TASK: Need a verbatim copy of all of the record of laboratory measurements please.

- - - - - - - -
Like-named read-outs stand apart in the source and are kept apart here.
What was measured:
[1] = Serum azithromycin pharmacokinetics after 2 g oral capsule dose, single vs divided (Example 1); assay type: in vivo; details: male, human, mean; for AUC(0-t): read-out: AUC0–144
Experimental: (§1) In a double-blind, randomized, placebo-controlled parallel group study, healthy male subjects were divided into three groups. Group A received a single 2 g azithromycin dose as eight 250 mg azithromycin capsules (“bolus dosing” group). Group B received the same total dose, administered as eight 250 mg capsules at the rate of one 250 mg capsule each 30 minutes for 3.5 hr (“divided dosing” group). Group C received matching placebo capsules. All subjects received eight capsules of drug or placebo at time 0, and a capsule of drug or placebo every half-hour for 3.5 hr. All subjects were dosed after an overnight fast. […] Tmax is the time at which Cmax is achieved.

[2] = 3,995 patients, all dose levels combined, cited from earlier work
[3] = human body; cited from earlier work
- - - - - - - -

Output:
Like-named read-outs stand apart in the source and are kept apart here.
What was measured:
[1] = Serum azithromycin pharmacokinetics after 2 g oral capsule dose, single vs divided (Example 1); assay type: in vivo; details: male, human, mean; for AUC(0-t): read-out: AUC0–144
Experimental: (§1) In a double-blind, randomized, placebo-controlled parallel group study, healthy male subjects were divided into three groups. Group A received a single 2 g azithromycin dose as eight 250 mg azithromycin capsules (“bolus dosing” group). Group B received the same total dose, administered as eight 250 mg capsules at the rate of one 250 mg capsule each 30 minutes for 3.5 hr (“divided dosing” group). Group C received matching placebo capsules. All subjects received eight capsules of drug or placebo at time 0, and a capsule of drug or placebo every half-hour for 3.5 hr. All subjects were dosed after an overnight fast. […] Tmax is the time at which Cmax is achieved.

[2] = 3,995 patients, all dose levels combined, cited from earlier work
[3] = human body; cited from earlier work